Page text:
The sequence of the region encoding FAAP95 in HSC230 cells showed a frameshift mutation (1838insT) in exon 8, resulting in a premature stop codon upstream of the NLS consensus sequence (Fig. 3b). No cDNA could be amplified by RT-PCR from individual EUFA178, owing to a deletion of 3,314 bp (10693del3314) that included the promoter region and exon 1. We selected two other individuals (individuals EUFA1082 and EUFA1386) as candidates for FA-B on the basis of their exclusion from most of the other complementation groups, their inability to monoubiquitinate FANCD2 and their male gender. We found frameshift mutations in both individuals, 1650delT (exon 8) in individual EUFA1082 and 811insT (exon 3) in individual EUFA1386 (Fig. 3b), both of which lead to early stop codons upstream of the NLS.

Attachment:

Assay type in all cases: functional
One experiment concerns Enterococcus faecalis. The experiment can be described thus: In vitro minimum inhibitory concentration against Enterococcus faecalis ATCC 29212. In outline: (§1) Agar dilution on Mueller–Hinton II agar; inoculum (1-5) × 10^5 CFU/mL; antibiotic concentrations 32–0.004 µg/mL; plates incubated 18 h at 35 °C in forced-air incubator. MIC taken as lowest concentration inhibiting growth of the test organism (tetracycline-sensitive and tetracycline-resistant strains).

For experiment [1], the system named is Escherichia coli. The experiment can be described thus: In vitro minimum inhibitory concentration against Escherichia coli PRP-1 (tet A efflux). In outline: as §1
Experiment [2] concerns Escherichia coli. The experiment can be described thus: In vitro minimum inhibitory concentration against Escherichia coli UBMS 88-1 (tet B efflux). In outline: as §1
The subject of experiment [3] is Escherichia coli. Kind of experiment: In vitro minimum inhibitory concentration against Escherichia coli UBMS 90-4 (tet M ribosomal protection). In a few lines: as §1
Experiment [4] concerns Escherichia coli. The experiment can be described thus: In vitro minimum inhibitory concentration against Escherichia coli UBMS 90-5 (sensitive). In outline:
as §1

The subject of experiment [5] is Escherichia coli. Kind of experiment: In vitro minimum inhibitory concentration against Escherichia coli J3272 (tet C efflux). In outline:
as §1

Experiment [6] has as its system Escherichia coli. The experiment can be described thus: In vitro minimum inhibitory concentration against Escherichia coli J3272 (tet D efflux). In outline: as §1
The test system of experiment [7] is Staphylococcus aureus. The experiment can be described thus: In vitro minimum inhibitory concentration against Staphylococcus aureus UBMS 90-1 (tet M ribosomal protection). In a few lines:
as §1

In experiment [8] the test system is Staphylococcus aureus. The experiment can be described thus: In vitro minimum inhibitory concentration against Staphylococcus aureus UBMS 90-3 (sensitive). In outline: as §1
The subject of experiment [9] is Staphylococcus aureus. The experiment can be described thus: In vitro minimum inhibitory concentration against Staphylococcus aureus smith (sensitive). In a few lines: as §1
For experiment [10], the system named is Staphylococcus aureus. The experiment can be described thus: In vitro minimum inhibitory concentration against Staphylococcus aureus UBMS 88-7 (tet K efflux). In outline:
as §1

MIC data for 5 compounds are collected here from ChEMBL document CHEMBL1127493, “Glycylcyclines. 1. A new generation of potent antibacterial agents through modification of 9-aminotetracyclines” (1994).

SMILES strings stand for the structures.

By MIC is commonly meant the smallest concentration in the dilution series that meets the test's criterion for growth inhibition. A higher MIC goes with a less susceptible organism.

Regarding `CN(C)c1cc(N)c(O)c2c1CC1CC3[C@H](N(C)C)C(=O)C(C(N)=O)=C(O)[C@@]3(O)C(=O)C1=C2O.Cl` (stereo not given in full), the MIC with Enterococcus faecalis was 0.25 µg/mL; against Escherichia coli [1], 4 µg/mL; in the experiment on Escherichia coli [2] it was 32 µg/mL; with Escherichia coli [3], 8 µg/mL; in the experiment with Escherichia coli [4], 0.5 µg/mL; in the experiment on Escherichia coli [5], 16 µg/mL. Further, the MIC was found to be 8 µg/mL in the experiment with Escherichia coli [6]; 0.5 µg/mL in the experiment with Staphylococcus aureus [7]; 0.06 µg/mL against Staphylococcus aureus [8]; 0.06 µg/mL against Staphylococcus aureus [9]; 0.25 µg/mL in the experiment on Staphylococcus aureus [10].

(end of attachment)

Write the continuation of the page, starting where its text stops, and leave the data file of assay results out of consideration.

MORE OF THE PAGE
In addition, we transfected lymphoblasts from individuals with FA-B with cDNA encoding FAAP95 and found that the abnormal phenotypes associated with Fanconi anemia, hypersensitivity to mitomycin C (MMC) and monoubiquitination of FANCD2, were both restored to normal (Fig. 3c,d and Supplementary Fig. 3 online). These data proved that the gene encoding FAAP95 is the gene associated with FA-B; therefore, we named the gene FANCB.